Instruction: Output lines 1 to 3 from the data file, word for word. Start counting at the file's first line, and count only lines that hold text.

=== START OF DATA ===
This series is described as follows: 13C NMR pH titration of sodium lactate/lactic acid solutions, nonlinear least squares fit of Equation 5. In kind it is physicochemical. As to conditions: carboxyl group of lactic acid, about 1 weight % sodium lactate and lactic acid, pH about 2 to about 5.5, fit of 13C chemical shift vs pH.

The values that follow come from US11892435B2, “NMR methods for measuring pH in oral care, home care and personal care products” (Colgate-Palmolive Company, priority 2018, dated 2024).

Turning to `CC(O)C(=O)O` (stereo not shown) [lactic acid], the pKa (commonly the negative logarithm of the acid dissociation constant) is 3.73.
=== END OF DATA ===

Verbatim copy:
This series is described as follows: 13C NMR pH titration of sodium lactate/lactic acid solutions, nonlinear least squares fit of Equation 5. In kind it is physicochemical. As to conditions: carboxyl group of lactic acid, about 1 weight % sodium lactate and lactic acid, pH about 2 to about 5.5, fit of 13C chemical shift vs pH.

The values that follow come from US11892435B2, “NMR methods for measuring pH in oral care, home care and personal care products” (Colgate-Palmolive Company, priority 2018, dated 2024).

Turning to `CC(O)C(=O)O` (stereo not shown) [lactic acid], the pKa (commonly the negative logarithm of the acid dissociation constant) is 3.73.